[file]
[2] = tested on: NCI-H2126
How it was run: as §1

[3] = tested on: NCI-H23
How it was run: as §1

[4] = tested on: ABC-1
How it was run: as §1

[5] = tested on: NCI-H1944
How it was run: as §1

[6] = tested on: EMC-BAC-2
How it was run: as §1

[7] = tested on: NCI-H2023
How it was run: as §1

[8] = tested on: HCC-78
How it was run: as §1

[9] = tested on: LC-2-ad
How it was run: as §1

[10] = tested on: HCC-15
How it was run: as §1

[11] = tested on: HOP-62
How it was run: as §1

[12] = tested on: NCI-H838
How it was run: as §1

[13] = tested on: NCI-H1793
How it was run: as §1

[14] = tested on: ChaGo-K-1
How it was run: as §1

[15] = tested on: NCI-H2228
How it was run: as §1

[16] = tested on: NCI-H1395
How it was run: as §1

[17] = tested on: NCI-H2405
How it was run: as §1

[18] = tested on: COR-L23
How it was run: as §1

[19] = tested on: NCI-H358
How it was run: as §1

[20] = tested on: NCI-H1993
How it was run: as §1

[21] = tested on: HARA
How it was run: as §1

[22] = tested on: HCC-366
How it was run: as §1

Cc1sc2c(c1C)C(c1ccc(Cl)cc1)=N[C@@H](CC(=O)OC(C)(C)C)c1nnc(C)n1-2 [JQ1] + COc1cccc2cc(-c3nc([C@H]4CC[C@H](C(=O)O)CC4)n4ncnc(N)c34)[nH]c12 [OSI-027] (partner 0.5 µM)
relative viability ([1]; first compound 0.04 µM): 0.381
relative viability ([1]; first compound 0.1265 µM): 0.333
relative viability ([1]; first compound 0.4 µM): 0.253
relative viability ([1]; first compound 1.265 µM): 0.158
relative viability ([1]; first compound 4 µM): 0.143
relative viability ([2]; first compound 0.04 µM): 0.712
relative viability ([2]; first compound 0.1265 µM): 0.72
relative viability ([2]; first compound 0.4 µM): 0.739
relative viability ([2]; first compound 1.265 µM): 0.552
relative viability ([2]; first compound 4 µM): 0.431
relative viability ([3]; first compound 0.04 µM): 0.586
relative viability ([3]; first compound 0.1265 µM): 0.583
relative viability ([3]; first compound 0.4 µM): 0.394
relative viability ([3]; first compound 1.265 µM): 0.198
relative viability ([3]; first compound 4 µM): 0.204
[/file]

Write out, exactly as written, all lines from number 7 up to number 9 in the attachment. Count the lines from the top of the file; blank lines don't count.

[5] = tested on: NCI-H1944
How it was run: as §1

[6] = tested on: EMC-BAC-2